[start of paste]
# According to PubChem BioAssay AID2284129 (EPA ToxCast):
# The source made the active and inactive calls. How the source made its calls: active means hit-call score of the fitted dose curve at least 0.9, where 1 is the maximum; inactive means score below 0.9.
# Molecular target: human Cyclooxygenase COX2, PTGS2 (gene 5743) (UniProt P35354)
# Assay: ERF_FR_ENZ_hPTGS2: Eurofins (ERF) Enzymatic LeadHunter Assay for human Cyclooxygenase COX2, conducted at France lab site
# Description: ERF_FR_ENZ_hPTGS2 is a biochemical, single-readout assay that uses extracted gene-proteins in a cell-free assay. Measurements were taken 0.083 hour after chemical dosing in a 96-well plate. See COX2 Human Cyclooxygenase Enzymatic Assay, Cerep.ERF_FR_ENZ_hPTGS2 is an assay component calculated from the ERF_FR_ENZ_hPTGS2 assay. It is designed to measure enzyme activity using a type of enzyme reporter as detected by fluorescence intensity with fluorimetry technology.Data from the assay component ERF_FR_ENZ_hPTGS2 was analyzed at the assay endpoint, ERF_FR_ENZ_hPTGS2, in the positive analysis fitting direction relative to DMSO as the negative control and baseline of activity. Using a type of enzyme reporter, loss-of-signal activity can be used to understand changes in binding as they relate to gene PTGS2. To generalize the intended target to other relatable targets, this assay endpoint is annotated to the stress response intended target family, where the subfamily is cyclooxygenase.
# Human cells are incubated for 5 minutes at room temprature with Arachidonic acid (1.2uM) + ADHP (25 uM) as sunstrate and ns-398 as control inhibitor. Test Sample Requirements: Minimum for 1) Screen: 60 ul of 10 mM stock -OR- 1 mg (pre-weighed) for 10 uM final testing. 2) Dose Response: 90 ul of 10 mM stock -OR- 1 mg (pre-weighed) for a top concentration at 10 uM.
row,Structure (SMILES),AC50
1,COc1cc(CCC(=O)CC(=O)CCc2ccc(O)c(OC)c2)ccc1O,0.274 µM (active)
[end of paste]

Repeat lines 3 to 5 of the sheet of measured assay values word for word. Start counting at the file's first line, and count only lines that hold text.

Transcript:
# Molecular target: human Cyclooxygenase COX2, PTGS2 (gene 5743) (UniProt P35354)
# Assay: ERF_FR_ENZ_hPTGS2: Eurofins (ERF) Enzymatic LeadHunter Assay for human Cyclooxygenase COX2, conducted at France lab site
# Description: ERF_FR_ENZ_hPTGS2 is a biochemical, single-readout assay that uses extracted gene-proteins in a cell-free assay. Measurements were taken 0.083 hour after chemical dosing in a 96-well plate. See COX2 Human Cyclooxygenase Enzymatic Assay, Cerep.ERF_FR_ENZ_hPTGS2 is an assay component calculated from the ERF_FR_ENZ_hPTGS2 assay. It is designed to measure enzyme activity using a type of enzyme reporter as detected by fluorescence intensity with fluorimetry technology.Data from the assay component ERF_FR_ENZ_hPTGS2 was analyzed at the assay endpoint, ERF_FR_ENZ_hPTGS2, in the positive analysis fitting direction relative to DMSO as the negative control and baseline of activity. Using a type of enzyme reporter, loss-of-signal activity can be used to understand changes in binding as they relate to gene PTGS2. To generalize the intended target to other relatable targets, this assay endpoint is annotated to the stress response intended target family, where the subfamily is cyclooxygenase.